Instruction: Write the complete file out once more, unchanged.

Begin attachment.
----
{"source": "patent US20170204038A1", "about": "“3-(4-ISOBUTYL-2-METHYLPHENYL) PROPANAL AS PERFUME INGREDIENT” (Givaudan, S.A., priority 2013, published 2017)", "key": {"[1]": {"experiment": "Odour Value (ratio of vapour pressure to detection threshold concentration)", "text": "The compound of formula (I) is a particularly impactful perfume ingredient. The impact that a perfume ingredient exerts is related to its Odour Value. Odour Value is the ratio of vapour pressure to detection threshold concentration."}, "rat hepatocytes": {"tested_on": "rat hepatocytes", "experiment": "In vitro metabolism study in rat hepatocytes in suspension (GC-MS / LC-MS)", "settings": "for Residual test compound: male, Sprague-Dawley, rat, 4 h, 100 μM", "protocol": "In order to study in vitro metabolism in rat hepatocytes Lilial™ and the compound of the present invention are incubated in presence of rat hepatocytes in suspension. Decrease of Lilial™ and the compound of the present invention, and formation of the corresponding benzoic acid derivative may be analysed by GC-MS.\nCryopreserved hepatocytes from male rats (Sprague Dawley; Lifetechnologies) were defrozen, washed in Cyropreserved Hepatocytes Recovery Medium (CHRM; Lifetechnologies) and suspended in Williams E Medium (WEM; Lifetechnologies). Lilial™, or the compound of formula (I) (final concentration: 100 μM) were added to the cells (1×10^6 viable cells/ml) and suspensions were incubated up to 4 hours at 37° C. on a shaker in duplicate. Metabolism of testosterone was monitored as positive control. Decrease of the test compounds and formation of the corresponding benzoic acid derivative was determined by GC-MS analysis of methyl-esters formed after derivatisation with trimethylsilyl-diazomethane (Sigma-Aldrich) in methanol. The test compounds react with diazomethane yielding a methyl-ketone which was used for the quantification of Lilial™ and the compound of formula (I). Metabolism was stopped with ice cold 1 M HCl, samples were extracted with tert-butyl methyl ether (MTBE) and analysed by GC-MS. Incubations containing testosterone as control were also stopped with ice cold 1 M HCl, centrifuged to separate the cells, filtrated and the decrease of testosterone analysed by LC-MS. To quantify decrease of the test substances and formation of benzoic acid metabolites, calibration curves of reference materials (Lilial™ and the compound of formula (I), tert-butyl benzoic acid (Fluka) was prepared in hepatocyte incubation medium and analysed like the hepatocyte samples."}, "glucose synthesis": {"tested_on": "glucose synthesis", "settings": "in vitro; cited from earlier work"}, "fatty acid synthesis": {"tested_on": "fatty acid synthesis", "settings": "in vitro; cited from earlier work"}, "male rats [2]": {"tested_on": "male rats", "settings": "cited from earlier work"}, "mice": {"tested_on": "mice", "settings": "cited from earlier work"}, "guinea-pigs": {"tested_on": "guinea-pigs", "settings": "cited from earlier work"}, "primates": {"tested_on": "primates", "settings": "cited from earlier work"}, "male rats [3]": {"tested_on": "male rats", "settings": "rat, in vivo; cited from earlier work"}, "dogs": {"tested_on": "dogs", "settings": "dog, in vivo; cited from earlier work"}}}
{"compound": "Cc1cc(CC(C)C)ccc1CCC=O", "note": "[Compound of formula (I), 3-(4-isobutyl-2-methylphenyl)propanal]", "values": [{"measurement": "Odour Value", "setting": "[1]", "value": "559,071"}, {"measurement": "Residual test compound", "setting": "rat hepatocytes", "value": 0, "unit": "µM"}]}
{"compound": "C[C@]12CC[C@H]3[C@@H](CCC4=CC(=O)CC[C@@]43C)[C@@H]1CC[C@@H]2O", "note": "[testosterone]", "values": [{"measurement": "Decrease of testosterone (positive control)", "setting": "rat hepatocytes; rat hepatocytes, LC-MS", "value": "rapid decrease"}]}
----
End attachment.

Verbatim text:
{"source": "patent US20170204038A1", "about": "“3-(4-ISOBUTYL-2-METHYLPHENYL) PROPANAL AS PERFUME INGREDIENT” (Givaudan, S.A., priority 2013, published 2017)", "key": {"[1]": {"experiment": "Odour Value (ratio of vapour pressure to detection threshold concentration)", "text": "The compound of formula (I) is a particularly impactful perfume ingredient. The impact that a perfume ingredient exerts is related to its Odour Value. Odour Value is the ratio of vapour pressure to detection threshold concentration."}, "rat hepatocytes": {"tested_on": "rat hepatocytes", "experiment": "In vitro metabolism study in rat hepatocytes in suspension (GC-MS / LC-MS)", "settings": "for Residual test compound: male, Sprague-Dawley, rat, 4 h, 100 μM", "protocol": "In order to study in vitro metabolism in rat hepatocytes Lilial™ and the compound of the present invention are incubated in presence of rat hepatocytes in suspension. Decrease of Lilial™ and the compound of the present invention, and formation of the corresponding benzoic acid derivative may be analysed by GC-MS.\nCryopreserved hepatocytes from male rats (Sprague Dawley; Lifetechnologies) were defrozen, washed in Cyropreserved Hepatocytes Recovery Medium (CHRM; Lifetechnologies) and suspended in Williams E Medium (WEM; Lifetechnologies). Lilial™, or the compound of formula (I) (final concentration: 100 μM) were added to the cells (1×10^6 viable cells/ml) and suspensions were incubated up to 4 hours at 37° C. on a shaker in duplicate. Metabolism of testosterone was monitored as positive control. Decrease of the test compounds and formation of the corresponding benzoic acid derivative was determined by GC-MS analysis of methyl-esters formed after derivatisation with trimethylsilyl-diazomethane (Sigma-Aldrich) in methanol. The test compounds react with diazomethane yielding a methyl-ketone which was used for the quantification of Lilial™ and the compound of formula (I). Metabolism was stopped with ice cold 1 M HCl, samples were extracted with tert-butyl methyl ether (MTBE) and analysed by GC-MS. Incubations containing testosterone as control were also stopped with ice cold 1 M HCl, centrifuged to separate the cells, filtrated and the decrease of testosterone analysed by LC-MS. To quantify decrease of the test substances and formation of benzoic acid metabolites, calibration curves of reference materials (Lilial™ and the compound of formula (I), tert-butyl benzoic acid (Fluka) was prepared in hepatocyte incubation medium and analysed like the hepatocyte samples."}, "glucose synthesis": {"tested_on": "glucose synthesis", "settings": "in vitro; cited from earlier work"}, "fatty acid synthesis": {"tested_on": "fatty acid synthesis", "settings": "in vitro; cited from earlier work"}, "male rats [2]": {"tested_on": "male rats", "settings": "cited from earlier work"}, "mice": {"tested_on": "mice", "settings": "cited from earlier work"}, "guinea-pigs": {"tested_on": "guinea-pigs", "settings": "cited from earlier work"}, "primates": {"tested_on": "primates", "settings": "cited from earlier work"}, "male rats [3]": {"tested_on": "male rats", "settings": "rat, in vivo; cited from earlier work"}, "dogs": {"tested_on": "dogs", "settings": "dog, in vivo; cited from earlier work"}}}
{"compound": "Cc1cc(CC(C)C)ccc1CCC=O", "note": "[Compound of formula (I), 3-(4-isobutyl-2-methylphenyl)propanal]", "values": [{"measurement": "Odour Value", "setting": "[1]", "value": "559,071"}, {"measurement": "Residual test compound", "setting": "rat hepatocytes", "value": 0, "unit": "µM"}]}
{"compound": "C[C@]12CC[C@H]3[C@@H](CCC4=CC(=O)CC[C@@]43C)[C@@H]1CC[C@@H]2O", "note": "[testosterone]", "values": [{"measurement": "Decrease of testosterone (positive control)", "setting": "rat hepatocytes; rat hepatocytes, LC-MS", "value": "rapid decrease"}]}